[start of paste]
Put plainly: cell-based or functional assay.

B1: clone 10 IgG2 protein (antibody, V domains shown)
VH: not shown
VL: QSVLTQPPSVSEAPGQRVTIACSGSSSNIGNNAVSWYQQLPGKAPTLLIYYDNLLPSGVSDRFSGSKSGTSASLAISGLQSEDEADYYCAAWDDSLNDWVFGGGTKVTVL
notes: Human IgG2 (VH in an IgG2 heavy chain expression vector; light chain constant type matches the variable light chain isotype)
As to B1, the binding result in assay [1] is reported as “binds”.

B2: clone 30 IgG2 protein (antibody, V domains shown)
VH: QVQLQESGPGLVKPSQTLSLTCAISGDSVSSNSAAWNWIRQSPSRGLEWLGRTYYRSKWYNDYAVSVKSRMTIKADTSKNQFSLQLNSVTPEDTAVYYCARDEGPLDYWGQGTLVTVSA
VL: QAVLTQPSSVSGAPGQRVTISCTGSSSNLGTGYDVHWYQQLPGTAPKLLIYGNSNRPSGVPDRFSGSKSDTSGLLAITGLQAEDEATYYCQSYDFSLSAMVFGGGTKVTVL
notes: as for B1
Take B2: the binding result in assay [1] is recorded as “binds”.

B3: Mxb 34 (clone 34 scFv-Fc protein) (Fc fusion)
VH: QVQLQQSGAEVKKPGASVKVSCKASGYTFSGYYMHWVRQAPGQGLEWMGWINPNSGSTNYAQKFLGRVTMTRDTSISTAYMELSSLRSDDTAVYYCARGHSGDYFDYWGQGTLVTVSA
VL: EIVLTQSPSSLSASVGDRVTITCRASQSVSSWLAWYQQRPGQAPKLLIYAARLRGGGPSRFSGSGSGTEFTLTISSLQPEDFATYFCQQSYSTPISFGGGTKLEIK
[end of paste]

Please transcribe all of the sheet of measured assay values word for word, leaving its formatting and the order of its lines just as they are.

Put plainly: cell-based or functional assay.

B1: clone 10 IgG2 protein (antibody, V domains shown)
VH: not shown
VL: QSVLTQPPSVSEAPGQRVTIACSGSSSNIGNNAVSWYQQLPGKAPTLLIYYDNLLPSGVSDRFSGSKSGTSASLAISGLQSEDEADYYCAAWDDSLNDWVFGGGTKVTVL
notes: Human IgG2 (VH in an IgG2 heavy chain expression vector; light chain constant type matches the variable light chain isotype)
As to B1, the binding result in assay [1] is reported as “binds”.

B2: clone 30 IgG2 protein (antibody, V domains shown)
VH: QVQLQESGPGLVKPSQTLSLTCAISGDSVSSNSAAWNWIRQSPSRGLEWLGRTYYRSKWYNDYAVSVKSRMTIKADTSKNQFSLQLNSVTPEDTAVYYCARDEGPLDYWGQGTLVTVSA
VL: QAVLTQPSSVSGAPGQRVTISCTGSSSNLGTGYDVHWYQQLPGTAPKLLIYGNSNRPSGVPDRFSGSKSDTSGLLAITGLQAEDEATYYCQSYDFSLSAMVFGGGTKVTVL
notes: as for B1
Take B2: the binding result in assay [1] is recorded as “binds”.

B3: Mxb 34 (clone 34 scFv-Fc protein) (Fc fusion)
VH: QVQLQQSGAEVKKPGASVKVSCKASGYTFSGYYMHWVRQAPGQGLEWMGWINPNSGSTNYAQKFLGRVTMTRDTSISTAYMELSSLRSDDTAVYYCARGHSGDYFDYWGQGTLVTVSA
VL: EIVLTQSPSSLSASVGDRVTITCRASQSVSSWLAWYQQRPGQAPKLLIYAARLRGGGPSRFSGSGSGTEFTLTISSLQPEDFATYFCQQSYSTPISFGGGTKLEIK